Ryan Newman, ’07, to clerk for U.S. Supreme Court Justice Samuel Alito

Ryan Newman, '07

Ryan Newman, ’07, will begin a clerkship for Justice Samuel Alito at the U.S. Supreme Court at the beginning of the 2011–2012 term. He leaves his position as associate at the Dallas office of Jones Day.

Newman grew up in southeast New Mexico and attended college at the U.S. Military Academy at West Point, graduating in 1998 with a bachelor of science in international politics. He then served over five years as an armor officer in the U.S. Army at Fort Hood. He was assigned to the 1st Squadron, 10th U.S. Cavalry Regiment (Buffalo Soldiers), 4th Infantry Division. In the Army, he served as a tank platoon leader, scout platoon leader, troop executive officer, and squadron adjutant. He deployed to Iraq in 2003 in support of Operation Iraqi Freedom. After leaving the Army, he came to the Law School, where he was chief notes editor of the Texas Law Review, an associate editor of the Texas Review of Law and Politics, president of the Texas Federalist Society, and a member of the Supreme Court Clinic.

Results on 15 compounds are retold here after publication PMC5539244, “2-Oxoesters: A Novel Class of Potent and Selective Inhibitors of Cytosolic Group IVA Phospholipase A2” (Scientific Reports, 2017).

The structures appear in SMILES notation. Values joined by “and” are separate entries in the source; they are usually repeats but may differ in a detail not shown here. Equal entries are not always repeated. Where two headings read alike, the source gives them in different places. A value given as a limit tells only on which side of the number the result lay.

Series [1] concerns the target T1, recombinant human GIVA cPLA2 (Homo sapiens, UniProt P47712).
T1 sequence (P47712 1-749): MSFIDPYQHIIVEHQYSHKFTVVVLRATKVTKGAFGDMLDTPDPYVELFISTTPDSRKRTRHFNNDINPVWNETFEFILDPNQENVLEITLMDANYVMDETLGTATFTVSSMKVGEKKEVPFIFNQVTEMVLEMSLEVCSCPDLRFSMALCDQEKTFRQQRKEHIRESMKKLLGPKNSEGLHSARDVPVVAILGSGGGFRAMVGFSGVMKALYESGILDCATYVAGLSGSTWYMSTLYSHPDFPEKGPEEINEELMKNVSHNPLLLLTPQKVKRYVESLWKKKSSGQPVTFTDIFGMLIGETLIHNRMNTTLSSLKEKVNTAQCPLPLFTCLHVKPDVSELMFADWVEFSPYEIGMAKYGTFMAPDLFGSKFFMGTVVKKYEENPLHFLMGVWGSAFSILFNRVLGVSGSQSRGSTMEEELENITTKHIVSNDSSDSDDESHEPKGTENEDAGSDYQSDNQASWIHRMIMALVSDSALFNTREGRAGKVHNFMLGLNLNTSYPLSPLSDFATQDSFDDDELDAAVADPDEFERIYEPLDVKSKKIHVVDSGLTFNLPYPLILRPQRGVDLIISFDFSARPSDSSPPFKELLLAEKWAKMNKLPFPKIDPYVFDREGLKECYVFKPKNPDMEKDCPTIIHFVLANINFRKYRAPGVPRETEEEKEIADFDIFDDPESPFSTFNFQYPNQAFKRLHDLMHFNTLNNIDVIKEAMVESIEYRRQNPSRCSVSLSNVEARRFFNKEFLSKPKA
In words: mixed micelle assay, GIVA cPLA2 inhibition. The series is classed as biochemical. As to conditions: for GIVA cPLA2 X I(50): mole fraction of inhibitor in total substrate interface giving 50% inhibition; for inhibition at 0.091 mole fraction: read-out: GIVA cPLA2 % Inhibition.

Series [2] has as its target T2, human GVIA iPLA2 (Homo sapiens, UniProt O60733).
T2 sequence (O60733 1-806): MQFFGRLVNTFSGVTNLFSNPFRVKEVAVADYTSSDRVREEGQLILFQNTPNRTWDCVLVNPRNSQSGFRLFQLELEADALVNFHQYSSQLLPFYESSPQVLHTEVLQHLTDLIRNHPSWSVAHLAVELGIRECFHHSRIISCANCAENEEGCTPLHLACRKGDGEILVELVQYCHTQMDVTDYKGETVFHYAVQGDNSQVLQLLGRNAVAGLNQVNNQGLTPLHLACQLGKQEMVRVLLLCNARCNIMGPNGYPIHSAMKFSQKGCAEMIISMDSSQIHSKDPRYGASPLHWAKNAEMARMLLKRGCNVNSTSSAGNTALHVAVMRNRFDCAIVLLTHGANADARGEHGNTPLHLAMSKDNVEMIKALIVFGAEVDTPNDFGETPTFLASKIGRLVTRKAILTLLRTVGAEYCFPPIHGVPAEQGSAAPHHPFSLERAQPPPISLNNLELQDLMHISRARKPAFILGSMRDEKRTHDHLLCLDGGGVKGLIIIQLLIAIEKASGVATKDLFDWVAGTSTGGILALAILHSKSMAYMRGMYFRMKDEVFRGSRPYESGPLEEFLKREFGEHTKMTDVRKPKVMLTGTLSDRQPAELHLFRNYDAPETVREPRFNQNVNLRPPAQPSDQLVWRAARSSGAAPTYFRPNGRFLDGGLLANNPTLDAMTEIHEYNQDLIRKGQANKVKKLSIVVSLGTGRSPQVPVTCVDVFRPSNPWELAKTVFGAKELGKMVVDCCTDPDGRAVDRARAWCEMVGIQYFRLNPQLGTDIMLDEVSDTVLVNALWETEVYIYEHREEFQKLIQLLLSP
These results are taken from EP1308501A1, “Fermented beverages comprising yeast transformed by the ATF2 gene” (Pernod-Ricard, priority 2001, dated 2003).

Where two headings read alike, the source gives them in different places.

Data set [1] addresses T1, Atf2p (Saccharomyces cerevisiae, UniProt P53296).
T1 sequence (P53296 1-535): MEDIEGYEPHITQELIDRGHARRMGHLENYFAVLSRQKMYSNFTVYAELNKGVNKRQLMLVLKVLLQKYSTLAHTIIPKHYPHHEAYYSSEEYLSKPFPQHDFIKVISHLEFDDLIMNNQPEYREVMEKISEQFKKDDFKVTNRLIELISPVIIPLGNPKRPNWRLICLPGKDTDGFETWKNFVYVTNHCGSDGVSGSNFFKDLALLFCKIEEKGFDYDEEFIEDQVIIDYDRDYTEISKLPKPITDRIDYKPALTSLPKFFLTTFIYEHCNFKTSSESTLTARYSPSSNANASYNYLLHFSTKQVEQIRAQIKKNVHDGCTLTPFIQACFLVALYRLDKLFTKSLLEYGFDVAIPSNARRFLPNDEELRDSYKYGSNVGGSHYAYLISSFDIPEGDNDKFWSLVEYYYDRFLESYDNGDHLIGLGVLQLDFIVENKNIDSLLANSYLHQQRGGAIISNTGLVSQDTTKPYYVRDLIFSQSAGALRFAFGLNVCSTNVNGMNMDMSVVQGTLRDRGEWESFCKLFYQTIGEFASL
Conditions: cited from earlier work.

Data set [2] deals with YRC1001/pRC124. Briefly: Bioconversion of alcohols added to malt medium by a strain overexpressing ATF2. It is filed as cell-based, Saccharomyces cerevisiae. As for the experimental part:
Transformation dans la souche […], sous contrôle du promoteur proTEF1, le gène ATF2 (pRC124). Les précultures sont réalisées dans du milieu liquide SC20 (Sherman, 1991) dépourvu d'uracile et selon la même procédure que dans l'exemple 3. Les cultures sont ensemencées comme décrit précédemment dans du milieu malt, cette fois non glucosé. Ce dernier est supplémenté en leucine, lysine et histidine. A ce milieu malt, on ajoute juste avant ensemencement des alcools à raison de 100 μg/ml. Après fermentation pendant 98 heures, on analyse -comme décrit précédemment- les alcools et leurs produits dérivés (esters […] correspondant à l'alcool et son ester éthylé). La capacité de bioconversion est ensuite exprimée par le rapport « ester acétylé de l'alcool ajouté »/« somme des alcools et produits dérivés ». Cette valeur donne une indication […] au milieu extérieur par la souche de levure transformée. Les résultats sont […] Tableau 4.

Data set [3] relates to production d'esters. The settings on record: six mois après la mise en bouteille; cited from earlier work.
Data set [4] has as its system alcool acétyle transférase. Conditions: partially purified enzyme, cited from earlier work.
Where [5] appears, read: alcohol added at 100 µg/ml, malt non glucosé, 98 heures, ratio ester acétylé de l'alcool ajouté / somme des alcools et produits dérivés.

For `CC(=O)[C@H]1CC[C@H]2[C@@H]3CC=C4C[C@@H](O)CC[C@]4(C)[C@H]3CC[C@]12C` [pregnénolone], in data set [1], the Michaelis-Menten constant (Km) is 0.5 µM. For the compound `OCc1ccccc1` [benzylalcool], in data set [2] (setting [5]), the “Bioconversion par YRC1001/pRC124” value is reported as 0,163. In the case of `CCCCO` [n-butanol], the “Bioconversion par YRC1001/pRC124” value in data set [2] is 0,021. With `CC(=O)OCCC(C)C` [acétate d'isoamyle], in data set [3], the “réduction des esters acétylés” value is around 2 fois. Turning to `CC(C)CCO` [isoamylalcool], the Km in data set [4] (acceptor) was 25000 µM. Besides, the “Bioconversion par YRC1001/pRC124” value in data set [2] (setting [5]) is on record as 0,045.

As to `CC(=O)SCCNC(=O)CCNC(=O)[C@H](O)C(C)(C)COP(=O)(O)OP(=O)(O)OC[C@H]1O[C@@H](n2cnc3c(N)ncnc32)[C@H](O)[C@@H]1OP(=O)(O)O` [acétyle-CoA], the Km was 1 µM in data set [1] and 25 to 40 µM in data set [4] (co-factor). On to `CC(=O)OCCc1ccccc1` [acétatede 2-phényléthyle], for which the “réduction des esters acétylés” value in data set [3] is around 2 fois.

After earning his JD, Newman clerked for Judge J.L. Edmondson on the U.S. Court of Appeals for the 11th Circuit in Atlanta, Georgia. He then moved to Washington, D.C., and worked for a year at Jones Day as a litigation associate. After that, he clerked for Judge Richard J. Leon on the U.S. District Court for the District of Columbia. He and his family then moved back to Texas, but the move has proven to be temporary. “When that clerkship ended, my wife and I moved to Dallas so that we could live closer to family,” Newman said. “We have a five-year-old daughter and thought it would be best if she could see her grandparents more often. I started back at Jones Day in the firm’s Dallas office in September last year. To my surprise, I received a call from Justice Alito’s chambers a month later for an interview. Now, less than ten months after returning to Texas, we are packing up and heading back to Washington.”

Newman follows in the footsteps of other recent Law School graduates who have clerked at the nation’s highest court, including Scott Keller, ’07, who clerked for Justice Anthony Kennedy, and William Peterson, ’08, who clerked for Justice Clarence Thomas in the 2010–2011 term.

“It is, of course, an incredible honor to have the opportunity to work for Justice Alito,” Newman said. “It goes without saying that the experience will be invaluable. To witness firsthand how the Court does its work, how the justices wrestle with the most challenging legal problems facing the country, and how some of the nation’s best advocates craft and present their arguments to the Court will be for me the learning experience of a lifetime. I know that when my experience at the Court is over I will be better lawyer and will have an even greater appreciation for the law. I cannot wait to get started.”